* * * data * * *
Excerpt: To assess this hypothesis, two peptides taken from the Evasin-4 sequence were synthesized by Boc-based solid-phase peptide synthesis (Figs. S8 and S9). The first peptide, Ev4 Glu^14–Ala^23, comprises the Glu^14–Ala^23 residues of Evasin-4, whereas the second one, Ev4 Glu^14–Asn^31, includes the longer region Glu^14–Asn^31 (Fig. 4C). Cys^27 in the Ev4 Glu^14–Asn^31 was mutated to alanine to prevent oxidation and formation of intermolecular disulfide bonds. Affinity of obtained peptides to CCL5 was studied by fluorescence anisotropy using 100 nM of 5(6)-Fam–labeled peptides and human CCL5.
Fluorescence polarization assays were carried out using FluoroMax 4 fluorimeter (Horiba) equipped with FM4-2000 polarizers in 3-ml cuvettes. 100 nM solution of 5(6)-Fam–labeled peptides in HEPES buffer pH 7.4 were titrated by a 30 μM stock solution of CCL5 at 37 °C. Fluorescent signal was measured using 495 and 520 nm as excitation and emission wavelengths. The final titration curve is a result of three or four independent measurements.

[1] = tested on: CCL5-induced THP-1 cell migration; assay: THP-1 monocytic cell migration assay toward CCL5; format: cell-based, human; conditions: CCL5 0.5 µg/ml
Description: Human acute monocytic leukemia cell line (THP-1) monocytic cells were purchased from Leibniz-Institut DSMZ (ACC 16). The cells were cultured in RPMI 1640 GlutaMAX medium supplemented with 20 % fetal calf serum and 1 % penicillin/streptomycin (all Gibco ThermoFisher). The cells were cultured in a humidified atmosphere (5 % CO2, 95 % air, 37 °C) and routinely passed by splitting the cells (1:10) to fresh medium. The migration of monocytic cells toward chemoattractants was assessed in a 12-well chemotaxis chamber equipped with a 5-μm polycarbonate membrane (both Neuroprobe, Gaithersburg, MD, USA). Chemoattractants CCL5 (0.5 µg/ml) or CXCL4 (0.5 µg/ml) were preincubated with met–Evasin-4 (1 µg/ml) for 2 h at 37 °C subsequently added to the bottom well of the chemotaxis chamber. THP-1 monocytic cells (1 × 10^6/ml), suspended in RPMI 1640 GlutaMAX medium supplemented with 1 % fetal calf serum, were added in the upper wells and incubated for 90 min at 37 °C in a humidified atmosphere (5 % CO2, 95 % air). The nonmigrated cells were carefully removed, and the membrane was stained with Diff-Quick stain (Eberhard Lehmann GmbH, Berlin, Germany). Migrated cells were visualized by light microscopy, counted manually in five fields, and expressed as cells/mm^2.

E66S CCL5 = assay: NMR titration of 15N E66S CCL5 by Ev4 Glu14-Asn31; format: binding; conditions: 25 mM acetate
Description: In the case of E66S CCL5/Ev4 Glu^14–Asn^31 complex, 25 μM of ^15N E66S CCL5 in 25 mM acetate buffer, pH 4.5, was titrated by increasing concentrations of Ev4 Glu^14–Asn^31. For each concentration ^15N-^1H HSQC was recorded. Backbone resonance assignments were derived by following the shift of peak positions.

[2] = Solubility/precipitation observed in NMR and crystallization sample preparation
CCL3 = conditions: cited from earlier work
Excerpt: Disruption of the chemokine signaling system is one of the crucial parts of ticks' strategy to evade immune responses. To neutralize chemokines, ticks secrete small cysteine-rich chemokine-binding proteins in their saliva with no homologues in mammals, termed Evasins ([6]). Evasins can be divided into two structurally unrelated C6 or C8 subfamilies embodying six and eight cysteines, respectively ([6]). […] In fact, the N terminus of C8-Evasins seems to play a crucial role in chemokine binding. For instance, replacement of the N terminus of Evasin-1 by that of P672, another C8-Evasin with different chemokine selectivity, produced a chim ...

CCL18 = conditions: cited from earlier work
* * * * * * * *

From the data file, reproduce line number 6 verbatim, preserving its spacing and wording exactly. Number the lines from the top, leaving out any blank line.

Description: In the case of E66S CCL5/Ev4 Glu^14–Asn^31 complex, 25 μM of ^15N E66S CCL5 in 25 mM acetate buffer, pH 4.5, was titrated by increasing concentrations of Ev4 Glu^14–Asn^31. For each concentration ^15N-^1H HSQC was recorded. Backbone resonance assignments were derived by following the shift of peak positions.